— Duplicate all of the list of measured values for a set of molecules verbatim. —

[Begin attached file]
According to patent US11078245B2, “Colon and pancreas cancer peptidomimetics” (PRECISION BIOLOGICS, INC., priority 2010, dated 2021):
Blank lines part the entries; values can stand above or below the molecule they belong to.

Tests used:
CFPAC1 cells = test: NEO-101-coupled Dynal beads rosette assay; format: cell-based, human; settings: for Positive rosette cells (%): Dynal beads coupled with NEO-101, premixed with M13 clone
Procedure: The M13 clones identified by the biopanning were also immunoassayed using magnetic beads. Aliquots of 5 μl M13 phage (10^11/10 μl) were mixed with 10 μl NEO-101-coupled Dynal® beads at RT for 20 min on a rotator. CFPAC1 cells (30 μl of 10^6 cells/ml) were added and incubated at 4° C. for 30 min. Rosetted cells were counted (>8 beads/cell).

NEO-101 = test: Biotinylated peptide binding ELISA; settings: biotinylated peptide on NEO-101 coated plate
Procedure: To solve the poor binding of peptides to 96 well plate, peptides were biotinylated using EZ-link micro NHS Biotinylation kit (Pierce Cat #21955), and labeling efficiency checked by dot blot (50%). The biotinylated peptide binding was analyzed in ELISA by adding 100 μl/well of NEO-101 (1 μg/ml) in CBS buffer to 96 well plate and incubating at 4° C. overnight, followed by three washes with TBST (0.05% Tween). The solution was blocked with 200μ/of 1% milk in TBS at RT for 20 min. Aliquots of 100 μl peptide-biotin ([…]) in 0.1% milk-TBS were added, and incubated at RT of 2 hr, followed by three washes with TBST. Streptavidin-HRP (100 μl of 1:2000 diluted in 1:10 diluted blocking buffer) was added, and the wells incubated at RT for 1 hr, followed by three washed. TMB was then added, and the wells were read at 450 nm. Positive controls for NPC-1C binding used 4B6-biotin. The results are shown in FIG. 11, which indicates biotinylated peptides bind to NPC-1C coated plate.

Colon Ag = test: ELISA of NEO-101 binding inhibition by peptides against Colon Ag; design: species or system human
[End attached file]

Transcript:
According to patent US11078245B2, “Colon and pancreas cancer peptidomimetics” (PRECISION BIOLOGICS, INC., priority 2010, dated 2021):
Blank lines part the entries; values can stand above or below the molecule they belong to.

Tests used:
CFPAC1 cells = test: NEO-101-coupled Dynal beads rosette assay; format: cell-based, human; settings: for Positive rosette cells (%): Dynal beads coupled with NEO-101, premixed with M13 clone
Procedure: The M13 clones identified by the biopanning were also immunoassayed using magnetic beads. Aliquots of 5 μl M13 phage (10^11/10 μl) were mixed with 10 μl NEO-101-coupled Dynal® beads at RT for 20 min on a rotator. CFPAC1 cells (30 μl of 10^6 cells/ml) were added and incubated at 4° C. for 30 min. Rosetted cells were counted (>8 beads/cell).

NEO-101 = test: Biotinylated peptide binding ELISA; settings: biotinylated peptide on NEO-101 coated plate
Procedure: To solve the poor binding of peptides to 96 well plate, peptides were biotinylated using EZ-link micro NHS Biotinylation kit (Pierce Cat #21955), and labeling efficiency checked by dot blot (50%). The biotinylated peptide binding was analyzed in ELISA by adding 100 μl/well of NEO-101 (1 μg/ml) in CBS buffer to 96 well plate and incubating at 4° C. overnight, followed by three washes with TBST (0.05% Tween). The solution was blocked with 200μ/of 1% milk in TBS at RT for 20 min. Aliquots of 100 μl peptide-biotin ([…]) in 0.1% milk-TBS were added, and incubated at RT of 2 hr, followed by three washes with TBST. Streptavidin-HRP (100 μl of 1:2000 diluted in 1:10 diluted blocking buffer) was added, and the wells incubated at RT for 1 hr, followed by three washed. TMB was then added, and the wells were read at 450 nm. Positive controls for NPC-1C binding used 4B6-biotin. The results are shown in FIG. 11, which indicates biotinylated peptides bind to NPC-1C coated plate.

Colon Ag = test: ELISA of NEO-101 binding inhibition by peptides against Colon Ag; design: species or system human